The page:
I was worried about what the group were going to think of me because at this point, I’m still thinking of going back into industry. I still thought we could save the world by buying a Tesla and going on a few less holidays.
Anyway, I said I was a pilot and it transpired that the person sitting next to me was an easyJet cadet. He is no longer with the company and is a member of Safe Land as well.
But what I didn’t know then was this introduction was essentially the beginning of Safe Landing. I was no longer alone and there was another aviation worker with a degree in environmental science who understood this. From there Safe Landing has grown and grown.
AT: What Aviation protests have you taken part in? I know you were involved in one at Luton Airport at the private jet terminal earlier in 2023. Presumably you are also involved in protests not aimed at aviation?
TS: Yeah, absolutely. I was a big part of Animal Rebellion as well. Change around the food system is paramount. We need to rewild massive amounts of land which is currently used in animal agriculture.
I was arrested at the Queen’s Jubilee in 2022 with Animal Rebellion, where we were highlighting that the monarchy owns a sixth of the land around the world. I’ve also been involved in all sorts of areas within XR and Money Rebellion.
Because my experience is in aviation, unfortunately, even though I didn’t really want to, I’ve been the one that people come to and ask questions. It’s such a hard thing for me to do, because I love the industry. I love, love the job.
But at the same time, we’ve got to speak truth, so it’s been difficult. I know I’ve been massively unpopular because of that, but we’re not really doing this to be popular. We’ve just going to speak the truth as best as we understand it now, so that we can ultimately take rapid action and preserve life.
AT: Are you primarily focused on the private jet industry?
TS: The reason we focus on private jets is because firstly, there was a UK Climate Assembly in 2020, which was a democratic process led by the parliamentary select committees. As a result of that assembly, the members said that we should put a ban on polluting private jets.
It’s also very popular with the public. It’s largely the wealth inequality which exacerbates and it’s such a small minority of people causing the most harm. It isn’t really Stan and Doris that save up their hard-earned cash for that one holiday every year that are the problem.
5% of the global population flies annually, yet we fly four billion passengers across the globe, which is half the population per year.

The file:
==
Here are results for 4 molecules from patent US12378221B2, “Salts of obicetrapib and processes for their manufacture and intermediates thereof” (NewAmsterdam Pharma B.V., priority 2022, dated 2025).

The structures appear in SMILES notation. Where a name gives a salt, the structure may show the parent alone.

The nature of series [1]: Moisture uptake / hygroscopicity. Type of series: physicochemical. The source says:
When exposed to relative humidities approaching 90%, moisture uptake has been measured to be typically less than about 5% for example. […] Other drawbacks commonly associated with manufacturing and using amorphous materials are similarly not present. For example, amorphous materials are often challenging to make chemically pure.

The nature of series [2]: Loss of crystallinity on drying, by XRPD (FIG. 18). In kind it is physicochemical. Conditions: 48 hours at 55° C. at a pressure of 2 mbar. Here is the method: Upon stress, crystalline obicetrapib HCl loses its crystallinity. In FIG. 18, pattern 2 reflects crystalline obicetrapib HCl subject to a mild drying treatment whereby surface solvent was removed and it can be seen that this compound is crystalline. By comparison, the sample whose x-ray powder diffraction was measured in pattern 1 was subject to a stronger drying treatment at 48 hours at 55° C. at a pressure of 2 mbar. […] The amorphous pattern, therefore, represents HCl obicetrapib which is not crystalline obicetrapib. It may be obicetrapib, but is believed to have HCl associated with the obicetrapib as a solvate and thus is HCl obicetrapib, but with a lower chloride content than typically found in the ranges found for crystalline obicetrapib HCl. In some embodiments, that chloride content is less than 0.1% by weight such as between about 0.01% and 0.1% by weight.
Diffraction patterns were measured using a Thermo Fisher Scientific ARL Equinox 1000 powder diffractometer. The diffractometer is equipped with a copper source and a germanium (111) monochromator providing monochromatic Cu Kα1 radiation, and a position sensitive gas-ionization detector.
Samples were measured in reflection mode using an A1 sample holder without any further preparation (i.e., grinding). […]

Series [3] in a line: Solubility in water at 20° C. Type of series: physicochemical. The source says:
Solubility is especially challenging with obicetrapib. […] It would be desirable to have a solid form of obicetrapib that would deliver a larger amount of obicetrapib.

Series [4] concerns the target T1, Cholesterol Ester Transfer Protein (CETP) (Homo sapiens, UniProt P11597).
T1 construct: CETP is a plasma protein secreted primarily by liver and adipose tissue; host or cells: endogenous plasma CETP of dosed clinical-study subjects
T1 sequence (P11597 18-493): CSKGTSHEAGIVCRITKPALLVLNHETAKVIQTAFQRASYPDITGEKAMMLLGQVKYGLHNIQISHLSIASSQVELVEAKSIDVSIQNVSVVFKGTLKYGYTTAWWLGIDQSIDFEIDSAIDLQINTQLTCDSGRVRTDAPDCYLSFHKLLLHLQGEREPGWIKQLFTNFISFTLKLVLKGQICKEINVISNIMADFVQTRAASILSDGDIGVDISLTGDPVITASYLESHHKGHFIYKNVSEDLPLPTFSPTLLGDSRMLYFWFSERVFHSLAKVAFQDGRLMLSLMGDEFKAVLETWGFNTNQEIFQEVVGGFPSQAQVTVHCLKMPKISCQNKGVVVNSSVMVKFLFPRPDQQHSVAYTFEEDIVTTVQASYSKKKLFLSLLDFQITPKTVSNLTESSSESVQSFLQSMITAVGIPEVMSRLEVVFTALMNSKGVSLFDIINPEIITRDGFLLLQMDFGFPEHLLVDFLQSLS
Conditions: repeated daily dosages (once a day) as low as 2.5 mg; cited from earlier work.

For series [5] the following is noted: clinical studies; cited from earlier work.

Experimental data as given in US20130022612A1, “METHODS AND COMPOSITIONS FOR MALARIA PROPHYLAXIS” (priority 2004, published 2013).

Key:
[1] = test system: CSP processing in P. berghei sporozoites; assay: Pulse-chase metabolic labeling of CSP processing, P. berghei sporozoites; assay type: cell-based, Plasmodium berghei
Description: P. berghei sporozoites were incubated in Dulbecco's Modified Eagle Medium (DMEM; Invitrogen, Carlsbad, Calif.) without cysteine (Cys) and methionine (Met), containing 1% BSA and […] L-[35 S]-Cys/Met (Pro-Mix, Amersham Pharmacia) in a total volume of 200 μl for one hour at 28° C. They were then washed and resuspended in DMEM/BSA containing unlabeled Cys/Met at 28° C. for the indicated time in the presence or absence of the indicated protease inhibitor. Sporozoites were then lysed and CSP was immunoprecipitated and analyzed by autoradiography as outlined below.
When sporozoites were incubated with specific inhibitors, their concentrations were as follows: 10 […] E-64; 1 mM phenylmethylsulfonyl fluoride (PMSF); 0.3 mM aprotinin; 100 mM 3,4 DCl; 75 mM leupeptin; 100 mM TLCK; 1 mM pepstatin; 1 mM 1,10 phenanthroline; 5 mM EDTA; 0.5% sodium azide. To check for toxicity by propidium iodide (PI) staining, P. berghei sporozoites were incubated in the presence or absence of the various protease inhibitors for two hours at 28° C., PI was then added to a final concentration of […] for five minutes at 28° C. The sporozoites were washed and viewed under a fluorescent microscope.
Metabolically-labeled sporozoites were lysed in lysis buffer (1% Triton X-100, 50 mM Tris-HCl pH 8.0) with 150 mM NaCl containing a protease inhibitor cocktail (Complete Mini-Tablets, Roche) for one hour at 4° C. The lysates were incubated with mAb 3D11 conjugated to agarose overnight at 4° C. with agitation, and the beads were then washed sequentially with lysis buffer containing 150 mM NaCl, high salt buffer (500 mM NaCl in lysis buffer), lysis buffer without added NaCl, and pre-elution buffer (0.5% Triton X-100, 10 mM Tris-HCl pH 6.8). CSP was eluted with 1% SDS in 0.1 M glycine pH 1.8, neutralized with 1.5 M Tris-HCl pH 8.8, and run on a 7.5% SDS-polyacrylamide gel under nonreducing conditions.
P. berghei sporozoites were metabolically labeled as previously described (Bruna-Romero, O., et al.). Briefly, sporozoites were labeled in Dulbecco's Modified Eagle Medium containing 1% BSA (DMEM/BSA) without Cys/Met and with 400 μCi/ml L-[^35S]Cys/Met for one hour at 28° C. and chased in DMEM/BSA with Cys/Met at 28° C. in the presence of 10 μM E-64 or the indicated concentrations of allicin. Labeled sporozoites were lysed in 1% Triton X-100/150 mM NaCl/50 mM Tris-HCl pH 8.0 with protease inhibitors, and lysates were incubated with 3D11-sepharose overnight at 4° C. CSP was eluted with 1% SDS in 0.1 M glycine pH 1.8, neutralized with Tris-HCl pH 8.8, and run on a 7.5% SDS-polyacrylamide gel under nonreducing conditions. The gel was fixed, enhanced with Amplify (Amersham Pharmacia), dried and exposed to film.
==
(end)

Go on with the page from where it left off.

I think we’re more trying to highlight the need for a tax on jet fuel, so that naturally does target the people that are flying most or a frequent flyer tax levy. Again, that was recommended by the UK climate assembly.
We don’t want to target [the] working class or people that are of course entitled to their holiday and freedom, but mostly the people that are causing most harm and acting recklessly.
AT: Are you planning more protests?
TS: The campaign’s kind of ongoing and ultimately climate activists are not going to stop until the government stop acting in a way, which is essentially genocide. Half of the African population could be displaced by 2030, so if we get real about where we are in history then climate protest is going to continue.
We’d love a worker-led assembly process so that workers can be front and center in deciding what’s best for our industry. We don’t want to dictate what change should happen. I think the deliberative democratic processes are essential to make sure people firstly understand the science because the media and government are failing to get the message out. But secondly, they are empowered to make a decision and it comes from the workers rather than the board.
AT: What would be your message to the aviation industry leaders?
TS: We need to just be humble, and we need to feel that discomfort and embrace the uncertainty of the time that we live in, and ultimately, find our humanity again. We need to reconnect to ourselves, each other and to the natural world like we used to. We used to know how to be a thriving part of ecosystems and work in harmony with the natural world and indigenous people still hold that knowledge.
We’ve become so separated from ourselves, each other and the natural world that we will destroy it if we’re not careful. So, let’s return our humanity and stop arguing amongst ourselves. See each other as equals and get on with the job that needs to be done.